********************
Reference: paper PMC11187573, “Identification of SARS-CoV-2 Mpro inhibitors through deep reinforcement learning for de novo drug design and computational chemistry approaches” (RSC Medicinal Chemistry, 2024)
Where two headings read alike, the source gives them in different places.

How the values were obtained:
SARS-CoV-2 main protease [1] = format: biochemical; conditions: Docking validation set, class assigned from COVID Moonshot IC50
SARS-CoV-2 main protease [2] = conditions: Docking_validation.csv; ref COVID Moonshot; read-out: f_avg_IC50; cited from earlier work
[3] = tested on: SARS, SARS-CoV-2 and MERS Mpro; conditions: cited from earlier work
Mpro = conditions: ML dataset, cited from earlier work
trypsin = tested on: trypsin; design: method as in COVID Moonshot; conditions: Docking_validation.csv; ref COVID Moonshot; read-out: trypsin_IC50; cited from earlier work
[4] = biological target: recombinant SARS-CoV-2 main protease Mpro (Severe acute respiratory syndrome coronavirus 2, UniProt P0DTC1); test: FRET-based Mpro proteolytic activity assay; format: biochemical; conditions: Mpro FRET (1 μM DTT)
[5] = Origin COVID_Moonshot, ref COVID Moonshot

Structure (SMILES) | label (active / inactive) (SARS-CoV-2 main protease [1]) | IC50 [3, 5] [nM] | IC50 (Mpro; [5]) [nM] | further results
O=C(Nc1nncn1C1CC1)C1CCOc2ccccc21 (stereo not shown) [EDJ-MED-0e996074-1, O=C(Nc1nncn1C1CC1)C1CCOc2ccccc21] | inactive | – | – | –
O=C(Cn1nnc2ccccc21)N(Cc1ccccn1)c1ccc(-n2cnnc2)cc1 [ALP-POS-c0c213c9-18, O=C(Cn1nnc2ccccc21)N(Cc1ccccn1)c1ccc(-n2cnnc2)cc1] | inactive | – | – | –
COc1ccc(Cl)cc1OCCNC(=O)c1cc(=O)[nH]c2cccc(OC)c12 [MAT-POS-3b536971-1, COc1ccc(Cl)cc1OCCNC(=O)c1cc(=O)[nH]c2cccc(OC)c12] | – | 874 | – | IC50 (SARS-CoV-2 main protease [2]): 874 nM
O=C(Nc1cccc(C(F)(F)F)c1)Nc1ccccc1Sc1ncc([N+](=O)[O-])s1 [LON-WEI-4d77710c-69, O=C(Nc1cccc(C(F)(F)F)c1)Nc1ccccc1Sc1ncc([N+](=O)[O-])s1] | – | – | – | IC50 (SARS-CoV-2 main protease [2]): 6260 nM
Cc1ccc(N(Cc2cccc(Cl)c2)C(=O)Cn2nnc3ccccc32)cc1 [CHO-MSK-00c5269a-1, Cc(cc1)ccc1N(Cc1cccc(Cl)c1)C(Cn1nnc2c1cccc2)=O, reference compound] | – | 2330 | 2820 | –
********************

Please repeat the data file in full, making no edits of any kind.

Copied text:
Reference: paper PMC11187573, “Identification of SARS-CoV-2 Mpro inhibitors through deep reinforcement learning for de novo drug design and computational chemistry approaches” (RSC Medicinal Chemistry, 2024)
Where two headings read alike, the source gives them in different places.

How the values were obtained:
SARS-CoV-2 main protease [1] = format: biochemical; conditions: Docking validation set, class assigned from COVID Moonshot IC50
SARS-CoV-2 main protease [2] = conditions: Docking_validation.csv; ref COVID Moonshot; read-out: f_avg_IC50; cited from earlier work
[3] = tested on: SARS, SARS-CoV-2 and MERS Mpro; conditions: cited from earlier work
Mpro = conditions: ML dataset, cited from earlier work
trypsin = tested on: trypsin; design: method as in COVID Moonshot; conditions: Docking_validation.csv; ref COVID Moonshot; read-out: trypsin_IC50; cited from earlier work
[4] = biological target: recombinant SARS-CoV-2 main protease Mpro (Severe acute respiratory syndrome coronavirus 2, UniProt P0DTC1); test: FRET-based Mpro proteolytic activity assay; format: biochemical; conditions: Mpro FRET (1 μM DTT)
[5] = Origin COVID_Moonshot, ref COVID Moonshot

Structure (SMILES) | label (active / inactive) (SARS-CoV-2 main protease [1]) | IC50 [3, 5] [nM] | IC50 (Mpro; [5]) [nM] | further results
O=C(Nc1nncn1C1CC1)C1CCOc2ccccc21 (stereo not shown) [EDJ-MED-0e996074-1, O=C(Nc1nncn1C1CC1)C1CCOc2ccccc21] | inactive | – | – | –
O=C(Cn1nnc2ccccc21)N(Cc1ccccn1)c1ccc(-n2cnnc2)cc1 [ALP-POS-c0c213c9-18, O=C(Cn1nnc2ccccc21)N(Cc1ccccn1)c1ccc(-n2cnnc2)cc1] | inactive | – | – | –
COc1ccc(Cl)cc1OCCNC(=O)c1cc(=O)[nH]c2cccc(OC)c12 [MAT-POS-3b536971-1, COc1ccc(Cl)cc1OCCNC(=O)c1cc(=O)[nH]c2cccc(OC)c12] | – | 874 | – | IC50 (SARS-CoV-2 main protease [2]): 874 nM
O=C(Nc1cccc(C(F)(F)F)c1)Nc1ccccc1Sc1ncc([N+](=O)[O-])s1 [LON-WEI-4d77710c-69, O=C(Nc1cccc(C(F)(F)F)c1)Nc1ccccc1Sc1ncc([N+](=O)[O-])s1] | – | – | – | IC50 (SARS-CoV-2 main protease [2]): 6260 nM
Cc1ccc(N(Cc2cccc(Cl)c2)C(=O)Cn2nnc3ccccc32)cc1 [CHO-MSK-00c5269a-1, Cc(cc1)ccc1N(Cc1cccc(Cl)c1)C(Cn1nnc2c1cccc2)=O, reference compound] | – | 2330 | 2820 | –